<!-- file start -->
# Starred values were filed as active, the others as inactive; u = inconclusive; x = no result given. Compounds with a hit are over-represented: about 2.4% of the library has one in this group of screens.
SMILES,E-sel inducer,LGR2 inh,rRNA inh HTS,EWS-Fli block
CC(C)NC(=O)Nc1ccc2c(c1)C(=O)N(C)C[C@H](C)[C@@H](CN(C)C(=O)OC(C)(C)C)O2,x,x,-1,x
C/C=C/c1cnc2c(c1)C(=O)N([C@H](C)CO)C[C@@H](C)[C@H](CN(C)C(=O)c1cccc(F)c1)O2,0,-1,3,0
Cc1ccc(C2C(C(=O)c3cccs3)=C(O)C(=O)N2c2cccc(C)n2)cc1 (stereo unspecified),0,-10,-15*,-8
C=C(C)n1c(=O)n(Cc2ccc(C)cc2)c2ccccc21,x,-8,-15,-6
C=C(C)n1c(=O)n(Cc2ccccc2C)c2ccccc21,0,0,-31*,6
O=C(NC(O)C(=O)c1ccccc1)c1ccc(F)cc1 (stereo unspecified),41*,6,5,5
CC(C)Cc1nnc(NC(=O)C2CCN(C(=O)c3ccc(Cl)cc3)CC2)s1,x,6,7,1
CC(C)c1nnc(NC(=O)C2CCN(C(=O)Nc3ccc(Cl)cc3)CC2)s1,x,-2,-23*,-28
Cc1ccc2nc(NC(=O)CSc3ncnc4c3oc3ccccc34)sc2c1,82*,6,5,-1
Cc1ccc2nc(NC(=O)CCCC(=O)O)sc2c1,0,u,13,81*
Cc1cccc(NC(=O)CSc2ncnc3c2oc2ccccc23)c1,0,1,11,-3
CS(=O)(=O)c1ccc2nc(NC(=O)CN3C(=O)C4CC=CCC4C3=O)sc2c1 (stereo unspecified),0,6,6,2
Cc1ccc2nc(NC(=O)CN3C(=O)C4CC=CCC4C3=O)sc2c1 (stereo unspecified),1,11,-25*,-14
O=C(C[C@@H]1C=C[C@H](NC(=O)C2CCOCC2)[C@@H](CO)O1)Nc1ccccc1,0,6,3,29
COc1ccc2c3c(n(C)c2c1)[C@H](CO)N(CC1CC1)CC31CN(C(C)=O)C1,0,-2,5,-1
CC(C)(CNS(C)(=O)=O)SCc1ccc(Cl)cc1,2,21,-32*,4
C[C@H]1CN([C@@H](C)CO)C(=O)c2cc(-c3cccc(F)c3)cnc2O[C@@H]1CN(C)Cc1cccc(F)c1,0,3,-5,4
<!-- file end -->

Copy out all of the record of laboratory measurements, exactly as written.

# Starred values were filed as active, the others as inactive; u = inconclusive; x = no result given. Compounds with a hit are over-represented: about 2.4% of the library has one in this group of screens.
SMILES,E-sel inducer,LGR2 inh,rRNA inh HTS,EWS-Fli block
CC(C)NC(=O)Nc1ccc2c(c1)C(=O)N(C)C[C@H](C)[C@@H](CN(C)C(=O)OC(C)(C)C)O2,x,x,-1,x
C/C=C/c1cnc2c(c1)C(=O)N([C@H](C)CO)C[C@@H](C)[C@H](CN(C)C(=O)c1cccc(F)c1)O2,0,-1,3,0
Cc1ccc(C2C(C(=O)c3cccs3)=C(O)C(=O)N2c2cccc(C)n2)cc1 (stereo unspecified),0,-10,-15*,-8
C=C(C)n1c(=O)n(Cc2ccc(C)cc2)c2ccccc21,x,-8,-15,-6
C=C(C)n1c(=O)n(Cc2ccccc2C)c2ccccc21,0,0,-31*,6
O=C(NC(O)C(=O)c1ccccc1)c1ccc(F)cc1 (stereo unspecified),41*,6,5,5
CC(C)Cc1nnc(NC(=O)C2CCN(C(=O)c3ccc(Cl)cc3)CC2)s1,x,6,7,1
CC(C)c1nnc(NC(=O)C2CCN(C(=O)Nc3ccc(Cl)cc3)CC2)s1,x,-2,-23*,-28
Cc1ccc2nc(NC(=O)CSc3ncnc4c3oc3ccccc34)sc2c1,82*,6,5,-1
Cc1ccc2nc(NC(=O)CCCC(=O)O)sc2c1,0,u,13,81*
Cc1cccc(NC(=O)CSc2ncnc3c2oc2ccccc23)c1,0,1,11,-3
CS(=O)(=O)c1ccc2nc(NC(=O)CN3C(=O)C4CC=CCC4C3=O)sc2c1 (stereo unspecified),0,6,6,2
Cc1ccc2nc(NC(=O)CN3C(=O)C4CC=CCC4C3=O)sc2c1 (stereo unspecified),1,11,-25*,-14
O=C(C[C@@H]1C=C[C@H](NC(=O)C2CCOCC2)[C@@H](CO)O1)Nc1ccccc1,0,6,3,29
COc1ccc2c3c(n(C)c2c1)[C@H](CO)N(CC1CC1)CC31CN(C(C)=O)C1,0,-2,5,-1
CC(C)(CNS(C)(=O)=O)SCc1ccc(Cl)cc1,2,21,-32*,4
C[C@H]1CN([C@@H](C)CO)C(=O)c2cc(-c3cccc(F)c3)cnc2O[C@@H]1CN(C)Cc1cccc(F)c1,0,3,-5,4